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Richard of Jamestown by  James Otis


 

 

LACK OF CLEANLINESS IN THE VILLAGE

THERE were many who believed, because there were no women in our midst, we should spare our labor in the way of keeping cleanly, and before we had been in the new village a week, the floors of many of the dwellings were littered with dirt of various kinds, until that which should have been a home, looked more like a place in which swine are kept.

[65] From the very first day we came ashore, good Master Hunt went about urging that great effort be made to keep the houses, and the paths around them, cleanly, saying that unless we did so, there was like to be a sickness come among us. With some his preaching did good, but by far the greater number, and these chiefly to be found among the self-called gentlemen, gave no heed.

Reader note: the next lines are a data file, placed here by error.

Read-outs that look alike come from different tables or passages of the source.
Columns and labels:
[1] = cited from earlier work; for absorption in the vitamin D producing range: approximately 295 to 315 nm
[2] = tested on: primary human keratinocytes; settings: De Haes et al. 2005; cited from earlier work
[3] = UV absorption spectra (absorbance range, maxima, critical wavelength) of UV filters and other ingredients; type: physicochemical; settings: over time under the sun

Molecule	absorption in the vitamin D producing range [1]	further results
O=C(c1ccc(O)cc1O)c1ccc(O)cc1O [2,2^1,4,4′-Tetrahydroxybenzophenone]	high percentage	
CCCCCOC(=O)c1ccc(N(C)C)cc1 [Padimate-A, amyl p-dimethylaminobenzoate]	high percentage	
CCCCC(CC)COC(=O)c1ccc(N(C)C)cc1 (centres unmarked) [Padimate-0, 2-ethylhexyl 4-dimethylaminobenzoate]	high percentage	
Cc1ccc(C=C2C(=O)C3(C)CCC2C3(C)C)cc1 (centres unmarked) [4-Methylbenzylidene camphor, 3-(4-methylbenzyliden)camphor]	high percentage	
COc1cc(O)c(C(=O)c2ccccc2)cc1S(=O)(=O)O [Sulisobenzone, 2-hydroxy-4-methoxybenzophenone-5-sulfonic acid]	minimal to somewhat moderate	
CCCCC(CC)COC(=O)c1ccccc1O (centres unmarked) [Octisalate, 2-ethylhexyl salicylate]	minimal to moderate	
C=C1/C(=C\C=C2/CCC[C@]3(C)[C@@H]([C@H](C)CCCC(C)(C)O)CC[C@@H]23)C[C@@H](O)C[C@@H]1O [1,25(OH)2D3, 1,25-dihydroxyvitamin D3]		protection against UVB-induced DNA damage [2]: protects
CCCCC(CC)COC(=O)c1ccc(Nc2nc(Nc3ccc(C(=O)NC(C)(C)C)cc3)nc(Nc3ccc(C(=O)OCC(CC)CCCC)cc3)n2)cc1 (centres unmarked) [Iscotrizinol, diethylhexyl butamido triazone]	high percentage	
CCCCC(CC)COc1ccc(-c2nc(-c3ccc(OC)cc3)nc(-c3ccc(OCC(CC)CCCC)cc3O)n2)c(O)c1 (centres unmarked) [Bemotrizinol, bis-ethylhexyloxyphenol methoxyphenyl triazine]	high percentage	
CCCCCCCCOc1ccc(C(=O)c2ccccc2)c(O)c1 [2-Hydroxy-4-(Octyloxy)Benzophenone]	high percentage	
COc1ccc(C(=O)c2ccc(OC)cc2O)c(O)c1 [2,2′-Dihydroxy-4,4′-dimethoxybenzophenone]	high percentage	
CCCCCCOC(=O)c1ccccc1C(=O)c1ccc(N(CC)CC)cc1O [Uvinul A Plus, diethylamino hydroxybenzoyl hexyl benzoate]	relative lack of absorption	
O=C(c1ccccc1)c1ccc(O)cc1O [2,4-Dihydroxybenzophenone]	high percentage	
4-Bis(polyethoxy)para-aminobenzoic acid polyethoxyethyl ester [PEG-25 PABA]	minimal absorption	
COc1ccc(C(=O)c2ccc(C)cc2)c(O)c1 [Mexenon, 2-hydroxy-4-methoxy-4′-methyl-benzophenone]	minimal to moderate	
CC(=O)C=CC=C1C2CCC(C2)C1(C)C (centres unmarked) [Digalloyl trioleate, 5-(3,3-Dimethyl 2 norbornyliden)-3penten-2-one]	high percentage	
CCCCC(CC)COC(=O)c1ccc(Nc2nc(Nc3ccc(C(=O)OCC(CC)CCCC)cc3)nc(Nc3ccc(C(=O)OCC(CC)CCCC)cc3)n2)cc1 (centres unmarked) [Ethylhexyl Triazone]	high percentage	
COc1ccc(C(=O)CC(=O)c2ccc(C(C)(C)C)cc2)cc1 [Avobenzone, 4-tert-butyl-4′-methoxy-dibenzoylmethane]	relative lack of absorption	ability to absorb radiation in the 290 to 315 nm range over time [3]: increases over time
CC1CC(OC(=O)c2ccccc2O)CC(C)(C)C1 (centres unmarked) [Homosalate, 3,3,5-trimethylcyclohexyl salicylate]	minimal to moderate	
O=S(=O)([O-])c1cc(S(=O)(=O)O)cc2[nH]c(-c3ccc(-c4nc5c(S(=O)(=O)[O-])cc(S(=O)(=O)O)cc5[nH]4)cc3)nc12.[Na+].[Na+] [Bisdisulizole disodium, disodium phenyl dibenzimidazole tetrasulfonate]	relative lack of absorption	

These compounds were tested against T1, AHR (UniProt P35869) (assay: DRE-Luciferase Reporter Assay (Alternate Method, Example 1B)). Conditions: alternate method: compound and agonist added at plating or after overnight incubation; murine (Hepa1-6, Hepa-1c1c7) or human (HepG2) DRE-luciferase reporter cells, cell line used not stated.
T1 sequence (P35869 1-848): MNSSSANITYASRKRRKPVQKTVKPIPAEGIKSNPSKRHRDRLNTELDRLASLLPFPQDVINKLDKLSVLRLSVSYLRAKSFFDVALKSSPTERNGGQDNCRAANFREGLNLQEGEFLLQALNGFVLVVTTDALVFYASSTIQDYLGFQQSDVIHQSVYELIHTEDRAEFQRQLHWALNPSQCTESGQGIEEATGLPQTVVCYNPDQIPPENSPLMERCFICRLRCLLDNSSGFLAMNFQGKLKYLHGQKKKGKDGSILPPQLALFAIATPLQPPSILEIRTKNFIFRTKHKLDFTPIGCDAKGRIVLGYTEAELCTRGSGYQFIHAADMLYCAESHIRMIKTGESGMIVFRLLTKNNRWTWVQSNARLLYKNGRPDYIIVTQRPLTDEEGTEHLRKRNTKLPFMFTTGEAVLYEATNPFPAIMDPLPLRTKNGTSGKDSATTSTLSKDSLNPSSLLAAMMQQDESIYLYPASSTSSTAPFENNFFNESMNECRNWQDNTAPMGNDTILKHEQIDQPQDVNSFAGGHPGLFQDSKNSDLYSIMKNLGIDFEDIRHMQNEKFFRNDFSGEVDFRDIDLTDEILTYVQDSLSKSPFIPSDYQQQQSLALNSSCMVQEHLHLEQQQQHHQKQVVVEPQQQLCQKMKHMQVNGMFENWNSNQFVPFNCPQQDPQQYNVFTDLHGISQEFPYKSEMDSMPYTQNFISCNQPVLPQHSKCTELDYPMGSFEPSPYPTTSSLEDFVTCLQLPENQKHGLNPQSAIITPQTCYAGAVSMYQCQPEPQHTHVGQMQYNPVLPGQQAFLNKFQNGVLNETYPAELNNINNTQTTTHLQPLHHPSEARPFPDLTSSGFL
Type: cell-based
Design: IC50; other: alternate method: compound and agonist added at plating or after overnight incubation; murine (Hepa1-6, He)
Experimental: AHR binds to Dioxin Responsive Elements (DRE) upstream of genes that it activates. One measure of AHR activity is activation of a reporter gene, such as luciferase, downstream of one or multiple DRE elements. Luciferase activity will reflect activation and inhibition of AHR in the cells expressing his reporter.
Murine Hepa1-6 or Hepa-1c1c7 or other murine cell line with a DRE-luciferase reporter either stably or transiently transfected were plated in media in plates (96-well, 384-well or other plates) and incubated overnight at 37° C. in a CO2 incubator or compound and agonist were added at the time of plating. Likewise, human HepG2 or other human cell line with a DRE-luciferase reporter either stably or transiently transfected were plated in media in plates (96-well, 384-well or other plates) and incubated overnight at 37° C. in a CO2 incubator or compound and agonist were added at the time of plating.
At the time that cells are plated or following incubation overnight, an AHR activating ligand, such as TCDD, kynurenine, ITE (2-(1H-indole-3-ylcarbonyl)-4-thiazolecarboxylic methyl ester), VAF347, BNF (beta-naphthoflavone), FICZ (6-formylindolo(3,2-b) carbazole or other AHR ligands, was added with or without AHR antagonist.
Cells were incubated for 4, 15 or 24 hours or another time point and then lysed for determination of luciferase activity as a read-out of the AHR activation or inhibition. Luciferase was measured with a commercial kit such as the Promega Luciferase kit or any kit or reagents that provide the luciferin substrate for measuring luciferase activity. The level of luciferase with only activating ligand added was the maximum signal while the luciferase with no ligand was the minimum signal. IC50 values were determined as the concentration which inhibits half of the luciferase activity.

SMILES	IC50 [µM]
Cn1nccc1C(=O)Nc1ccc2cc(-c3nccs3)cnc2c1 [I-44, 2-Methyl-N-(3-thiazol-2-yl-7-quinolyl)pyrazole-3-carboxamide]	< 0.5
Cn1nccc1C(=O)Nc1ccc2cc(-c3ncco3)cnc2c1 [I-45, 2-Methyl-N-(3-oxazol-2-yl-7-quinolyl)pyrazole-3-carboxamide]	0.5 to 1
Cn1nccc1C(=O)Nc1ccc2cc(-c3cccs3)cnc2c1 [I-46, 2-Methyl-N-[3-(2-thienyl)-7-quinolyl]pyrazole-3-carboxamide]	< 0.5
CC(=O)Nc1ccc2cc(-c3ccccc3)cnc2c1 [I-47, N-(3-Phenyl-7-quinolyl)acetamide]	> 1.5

It was as if these lazy ones delighted in filth. Again and again have I seen one or another throw the scrapings of the trencher bowls just outside the door of the tent or hut, where those who came or went must of a necessity tread upon them, and one need not struggle hard to realize what soon was the condition of the village.

After a heavy shower many of the paths were covered ankle deep with filth of all kinds, and when the sun shone warm and bright, the stench was too horrible to be described by ordinary words.


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